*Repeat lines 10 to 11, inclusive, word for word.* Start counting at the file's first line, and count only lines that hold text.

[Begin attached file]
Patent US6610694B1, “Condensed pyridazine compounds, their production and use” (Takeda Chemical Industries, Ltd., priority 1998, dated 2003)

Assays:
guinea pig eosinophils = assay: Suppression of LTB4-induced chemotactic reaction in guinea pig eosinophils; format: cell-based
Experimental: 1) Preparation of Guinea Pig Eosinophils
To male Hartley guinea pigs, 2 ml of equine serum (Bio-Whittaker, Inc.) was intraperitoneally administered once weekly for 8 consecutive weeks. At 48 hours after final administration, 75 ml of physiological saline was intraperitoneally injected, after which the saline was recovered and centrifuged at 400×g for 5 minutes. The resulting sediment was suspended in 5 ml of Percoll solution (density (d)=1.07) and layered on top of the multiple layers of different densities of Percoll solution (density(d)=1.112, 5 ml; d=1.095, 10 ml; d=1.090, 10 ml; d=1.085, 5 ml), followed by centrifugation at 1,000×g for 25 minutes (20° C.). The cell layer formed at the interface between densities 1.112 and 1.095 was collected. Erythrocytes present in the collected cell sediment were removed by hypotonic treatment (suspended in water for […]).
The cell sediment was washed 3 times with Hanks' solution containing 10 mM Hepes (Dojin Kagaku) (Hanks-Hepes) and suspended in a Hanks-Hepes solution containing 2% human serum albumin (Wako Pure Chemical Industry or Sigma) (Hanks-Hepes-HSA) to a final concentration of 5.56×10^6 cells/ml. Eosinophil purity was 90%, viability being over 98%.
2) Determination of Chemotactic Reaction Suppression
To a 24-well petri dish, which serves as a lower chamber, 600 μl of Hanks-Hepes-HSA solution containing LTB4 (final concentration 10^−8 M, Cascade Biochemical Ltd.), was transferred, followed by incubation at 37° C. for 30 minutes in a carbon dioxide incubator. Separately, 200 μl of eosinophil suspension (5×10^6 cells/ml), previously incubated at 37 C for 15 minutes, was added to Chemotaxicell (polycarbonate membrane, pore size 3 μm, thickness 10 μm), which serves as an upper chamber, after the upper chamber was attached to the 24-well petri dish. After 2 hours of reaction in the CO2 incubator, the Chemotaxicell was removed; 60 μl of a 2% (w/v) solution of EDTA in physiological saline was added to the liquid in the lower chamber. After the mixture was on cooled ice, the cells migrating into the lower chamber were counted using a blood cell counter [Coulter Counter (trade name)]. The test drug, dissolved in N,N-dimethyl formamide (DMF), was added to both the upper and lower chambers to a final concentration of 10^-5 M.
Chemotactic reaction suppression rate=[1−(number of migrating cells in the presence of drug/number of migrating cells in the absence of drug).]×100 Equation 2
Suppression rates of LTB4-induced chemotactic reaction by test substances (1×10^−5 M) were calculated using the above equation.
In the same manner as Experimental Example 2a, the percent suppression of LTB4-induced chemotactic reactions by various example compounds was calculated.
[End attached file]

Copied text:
Suppression rates of LTB4-induced chemotactic reaction by test substances (1×10^−5 M) were calculated using the above equation.
In the same manner as Experimental Example 2a, the percent suppression of LTB4-induced chemotactic reactions by various example compounds was calculated.